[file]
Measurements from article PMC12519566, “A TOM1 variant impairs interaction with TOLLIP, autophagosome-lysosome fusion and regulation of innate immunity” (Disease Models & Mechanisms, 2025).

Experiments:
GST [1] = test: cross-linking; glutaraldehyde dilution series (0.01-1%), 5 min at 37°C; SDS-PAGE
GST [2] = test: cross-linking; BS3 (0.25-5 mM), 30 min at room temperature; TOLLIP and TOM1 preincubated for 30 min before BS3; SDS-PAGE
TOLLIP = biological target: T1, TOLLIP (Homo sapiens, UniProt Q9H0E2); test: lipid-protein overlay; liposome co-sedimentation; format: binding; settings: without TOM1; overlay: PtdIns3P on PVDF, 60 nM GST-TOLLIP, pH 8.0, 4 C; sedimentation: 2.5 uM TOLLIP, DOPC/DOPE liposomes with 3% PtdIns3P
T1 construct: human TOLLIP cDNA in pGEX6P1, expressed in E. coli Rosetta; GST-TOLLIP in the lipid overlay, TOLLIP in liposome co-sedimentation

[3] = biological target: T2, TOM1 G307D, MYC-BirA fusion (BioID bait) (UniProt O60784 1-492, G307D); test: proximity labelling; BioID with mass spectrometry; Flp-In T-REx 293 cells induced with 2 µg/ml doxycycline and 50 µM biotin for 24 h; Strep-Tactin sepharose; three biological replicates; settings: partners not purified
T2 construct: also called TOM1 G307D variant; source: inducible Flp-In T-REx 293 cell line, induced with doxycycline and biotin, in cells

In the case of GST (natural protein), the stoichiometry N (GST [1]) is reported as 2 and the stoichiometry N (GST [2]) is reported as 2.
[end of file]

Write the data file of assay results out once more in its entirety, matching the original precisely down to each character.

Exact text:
Measurements from article PMC12519566, “A TOM1 variant impairs interaction with TOLLIP, autophagosome-lysosome fusion and regulation of innate immunity” (Disease Models & Mechanisms, 2025).

Experiments:
GST [1] = test: cross-linking; glutaraldehyde dilution series (0.01-1%), 5 min at 37°C; SDS-PAGE
GST [2] = test: cross-linking; BS3 (0.25-5 mM), 30 min at room temperature; TOLLIP and TOM1 preincubated for 30 min before BS3; SDS-PAGE
TOLLIP = biological target: T1, TOLLIP (Homo sapiens, UniProt Q9H0E2); test: lipid-protein overlay; liposome co-sedimentation; format: binding; settings: without TOM1; overlay: PtdIns3P on PVDF, 60 nM GST-TOLLIP, pH 8.0, 4 C; sedimentation: 2.5 uM TOLLIP, DOPC/DOPE liposomes with 3% PtdIns3P
T1 construct: human TOLLIP cDNA in pGEX6P1, expressed in E. coli Rosetta; GST-TOLLIP in the lipid overlay, TOLLIP in liposome co-sedimentation

[3] = biological target: T2, TOM1 G307D, MYC-BirA fusion (BioID bait) (UniProt O60784 1-492, G307D); test: proximity labelling; BioID with mass spectrometry; Flp-In T-REx 293 cells induced with 2 µg/ml doxycycline and 50 µM biotin for 24 h; Strep-Tactin sepharose; three biological replicates; settings: partners not purified
T2 construct: also called TOM1 G307D variant; source: inducible Flp-In T-REx 293 cell line, induced with doxycycline and biotin, in cells

In the case of GST (natural protein), the stoichiometry N (GST [1]) is reported as 2 and the stoichiometry N (GST [2]) is reported as 2.